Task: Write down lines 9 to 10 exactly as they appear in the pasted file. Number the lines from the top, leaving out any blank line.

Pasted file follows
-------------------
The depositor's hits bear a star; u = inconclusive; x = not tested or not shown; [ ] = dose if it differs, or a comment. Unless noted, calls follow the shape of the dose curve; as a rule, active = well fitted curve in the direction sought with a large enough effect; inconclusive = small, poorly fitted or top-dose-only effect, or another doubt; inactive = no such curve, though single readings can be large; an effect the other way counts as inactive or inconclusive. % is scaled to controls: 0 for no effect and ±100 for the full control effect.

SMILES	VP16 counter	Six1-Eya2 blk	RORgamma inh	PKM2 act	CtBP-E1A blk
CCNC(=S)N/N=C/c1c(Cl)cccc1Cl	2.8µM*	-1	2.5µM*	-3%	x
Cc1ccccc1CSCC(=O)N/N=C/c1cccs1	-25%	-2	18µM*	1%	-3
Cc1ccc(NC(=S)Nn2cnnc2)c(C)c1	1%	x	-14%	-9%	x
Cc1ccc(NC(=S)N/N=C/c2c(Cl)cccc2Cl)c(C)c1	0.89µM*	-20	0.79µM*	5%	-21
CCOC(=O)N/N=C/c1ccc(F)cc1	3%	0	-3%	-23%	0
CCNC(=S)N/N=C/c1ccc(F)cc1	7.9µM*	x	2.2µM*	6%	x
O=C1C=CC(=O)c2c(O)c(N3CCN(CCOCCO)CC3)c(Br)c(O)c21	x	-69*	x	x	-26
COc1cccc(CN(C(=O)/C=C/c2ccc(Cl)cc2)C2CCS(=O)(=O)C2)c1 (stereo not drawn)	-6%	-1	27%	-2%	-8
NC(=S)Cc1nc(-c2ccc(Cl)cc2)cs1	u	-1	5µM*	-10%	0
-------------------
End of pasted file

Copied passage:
O=C1C=CC(=O)c2c(O)c(N3CCN(CCOCCO)CC3)c(Br)c(O)c21	x	-69*	x	x	-26
COc1cccc(CN(C(=O)/C=C/c2ccc(Cl)cc2)C2CCS(=O)(=O)C2)c1 (stereo not drawn)	-6%	-1	27%	-2%	-8